The current four-year Country Strategy for Belarus was approved by the EBRD in September 2016.
We are closely monitoring the ongoing developments in the country and are in discussions with our shareholders and coordinating with our key international partners. A comprehensive political assessment in the context of Article 1 will be prepared as part of our new Country Strategy.
In Belarus we currently focus on:
Enhancing the competitiveness of the real economy: The EBRD will seek to provide long-term debt and equity financing to local and foreign investors as well as support small and medium-sized business (SME) lending through the development of a sustainable commercially oriented banking sector. It will continue providing advice to SMEs to strengthen their competitiveness. The Bank will also promote the privatisation of state-owned enterprises by strategic investors, which can provide capital and know-how to improve competitiveness and productivity.
- Enhancing the sustainability and service quality of public infrastructure: The EBRD will encourage private sector participation in the provision of public infrastructure services. The Bank will also seek to support well-defined reform initiatives of the government in the municipal, transport, power and energy sectors through its investments and technical assistance. Implementing these directions consistent with the Bank’s Green Economy Transition (GET) approach, the EBRD will also seek to assist Belarus’ transition to a low carbon economy, where public and private investments are made in a way that minimises the impact of economic activity on the environment.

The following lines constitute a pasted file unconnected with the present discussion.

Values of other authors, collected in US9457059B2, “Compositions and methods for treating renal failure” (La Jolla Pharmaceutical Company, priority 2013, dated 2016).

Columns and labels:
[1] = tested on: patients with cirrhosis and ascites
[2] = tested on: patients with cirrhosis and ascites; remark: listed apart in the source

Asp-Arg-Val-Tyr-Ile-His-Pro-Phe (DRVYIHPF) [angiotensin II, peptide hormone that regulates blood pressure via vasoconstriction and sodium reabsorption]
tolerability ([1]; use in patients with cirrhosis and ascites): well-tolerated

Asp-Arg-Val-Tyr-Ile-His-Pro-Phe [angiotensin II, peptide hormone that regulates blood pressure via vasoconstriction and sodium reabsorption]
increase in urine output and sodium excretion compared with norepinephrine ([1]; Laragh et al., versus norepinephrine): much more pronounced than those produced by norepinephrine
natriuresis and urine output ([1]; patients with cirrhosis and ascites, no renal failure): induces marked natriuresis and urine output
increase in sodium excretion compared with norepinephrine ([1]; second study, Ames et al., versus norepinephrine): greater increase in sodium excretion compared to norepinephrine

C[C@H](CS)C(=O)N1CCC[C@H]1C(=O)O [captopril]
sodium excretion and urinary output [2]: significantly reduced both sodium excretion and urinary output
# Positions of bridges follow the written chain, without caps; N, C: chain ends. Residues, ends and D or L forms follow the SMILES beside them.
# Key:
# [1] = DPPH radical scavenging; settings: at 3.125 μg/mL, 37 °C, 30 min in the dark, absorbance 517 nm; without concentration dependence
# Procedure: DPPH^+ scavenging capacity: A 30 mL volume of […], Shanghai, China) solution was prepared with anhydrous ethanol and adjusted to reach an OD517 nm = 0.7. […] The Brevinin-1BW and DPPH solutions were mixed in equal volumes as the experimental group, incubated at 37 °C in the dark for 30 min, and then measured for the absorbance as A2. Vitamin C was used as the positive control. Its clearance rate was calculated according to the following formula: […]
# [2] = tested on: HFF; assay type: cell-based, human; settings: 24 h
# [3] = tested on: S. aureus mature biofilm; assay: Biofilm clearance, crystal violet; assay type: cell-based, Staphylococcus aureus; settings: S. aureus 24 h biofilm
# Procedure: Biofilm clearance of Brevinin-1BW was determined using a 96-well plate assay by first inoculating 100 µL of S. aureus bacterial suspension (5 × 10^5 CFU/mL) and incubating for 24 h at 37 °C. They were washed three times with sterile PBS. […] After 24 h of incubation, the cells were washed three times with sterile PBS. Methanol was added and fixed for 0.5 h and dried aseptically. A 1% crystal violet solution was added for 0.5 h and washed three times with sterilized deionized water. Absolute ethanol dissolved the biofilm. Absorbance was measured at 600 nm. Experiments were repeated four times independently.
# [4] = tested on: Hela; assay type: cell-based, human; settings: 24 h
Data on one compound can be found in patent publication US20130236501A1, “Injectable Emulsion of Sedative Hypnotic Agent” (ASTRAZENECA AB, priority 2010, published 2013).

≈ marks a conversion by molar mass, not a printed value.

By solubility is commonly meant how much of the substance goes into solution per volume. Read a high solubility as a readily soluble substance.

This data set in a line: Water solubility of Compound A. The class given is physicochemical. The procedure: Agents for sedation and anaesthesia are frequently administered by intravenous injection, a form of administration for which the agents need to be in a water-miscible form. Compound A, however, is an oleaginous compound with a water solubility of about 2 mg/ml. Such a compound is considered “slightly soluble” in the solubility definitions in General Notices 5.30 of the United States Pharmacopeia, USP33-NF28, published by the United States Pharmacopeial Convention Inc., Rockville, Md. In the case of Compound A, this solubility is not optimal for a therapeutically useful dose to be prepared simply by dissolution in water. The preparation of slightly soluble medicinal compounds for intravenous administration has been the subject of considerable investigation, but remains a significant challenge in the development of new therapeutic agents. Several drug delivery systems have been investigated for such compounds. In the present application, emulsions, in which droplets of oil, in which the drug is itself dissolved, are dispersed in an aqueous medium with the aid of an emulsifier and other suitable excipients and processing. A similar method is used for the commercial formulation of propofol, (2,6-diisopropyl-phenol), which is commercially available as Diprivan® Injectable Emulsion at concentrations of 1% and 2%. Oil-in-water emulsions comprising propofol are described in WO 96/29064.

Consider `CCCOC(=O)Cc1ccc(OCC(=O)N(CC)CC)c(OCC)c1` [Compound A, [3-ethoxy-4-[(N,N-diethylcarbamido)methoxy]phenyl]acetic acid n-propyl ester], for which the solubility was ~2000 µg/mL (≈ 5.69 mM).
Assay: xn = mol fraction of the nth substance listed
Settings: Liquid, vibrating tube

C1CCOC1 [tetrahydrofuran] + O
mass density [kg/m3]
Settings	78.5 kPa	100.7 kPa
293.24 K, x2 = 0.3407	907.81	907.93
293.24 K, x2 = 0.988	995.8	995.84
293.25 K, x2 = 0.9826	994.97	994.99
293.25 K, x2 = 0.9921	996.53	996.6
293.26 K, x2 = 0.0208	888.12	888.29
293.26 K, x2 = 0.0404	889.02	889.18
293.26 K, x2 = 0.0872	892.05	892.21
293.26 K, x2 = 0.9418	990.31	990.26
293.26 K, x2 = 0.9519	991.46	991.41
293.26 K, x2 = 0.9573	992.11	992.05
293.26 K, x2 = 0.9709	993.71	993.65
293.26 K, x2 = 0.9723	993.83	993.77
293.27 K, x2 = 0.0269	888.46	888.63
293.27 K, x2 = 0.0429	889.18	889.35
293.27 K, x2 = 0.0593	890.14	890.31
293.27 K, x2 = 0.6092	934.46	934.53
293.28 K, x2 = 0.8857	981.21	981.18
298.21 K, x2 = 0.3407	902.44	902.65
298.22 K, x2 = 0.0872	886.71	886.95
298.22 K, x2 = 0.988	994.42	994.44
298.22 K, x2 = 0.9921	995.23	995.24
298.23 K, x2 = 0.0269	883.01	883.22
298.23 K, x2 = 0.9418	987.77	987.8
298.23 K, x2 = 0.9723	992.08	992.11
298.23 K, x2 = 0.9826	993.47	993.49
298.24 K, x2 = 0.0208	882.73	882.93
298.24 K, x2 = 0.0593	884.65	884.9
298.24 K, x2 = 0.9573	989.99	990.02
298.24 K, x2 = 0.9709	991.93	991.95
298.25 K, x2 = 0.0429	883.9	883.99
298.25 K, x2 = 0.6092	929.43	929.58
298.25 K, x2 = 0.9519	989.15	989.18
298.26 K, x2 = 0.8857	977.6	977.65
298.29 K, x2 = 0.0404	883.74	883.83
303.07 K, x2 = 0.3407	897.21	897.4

As well as being a country where the EBRD works, Belarus is also a donor and a beneficiary of the Northern Dimension Environmental Partnership (NDEP) and Eastern Europe Energy Efficiency and Environment Partnership Fund (E5P).
The EBRD’s latest Belarus strategy was adopted on 7 September 2016
Belarus's policy response to the coronavirus crisis
The EBRD is monitoring Belarus's policy response to the coronavirus pandemic. Our biweekly publication identifies the major channels of disruption as well as selected impact and response indicators.
GDP forecast for Belarus’s Real GDP growth in 2020 -5.0%
GDP forecast for Belarus’s Real GDP growth in 2021 3.5%
GDP growth in Belarus slowed to 1.2 per cent in 2019 due to a supply shock in the petrochemical sector caused by the contamination of oil imported through the Druzhba pipeline. The current account deficit widened from near-zero in 2018 to 1.8 per cent in 2019 on the back of declining oil derivatives exports (and a drop in the secondary income surplus), resulting in exchange rate pressures and falling international reserves. However, the government’s fiscal position remained strong in 2019 due to higher tax revenues and very conservative public spending.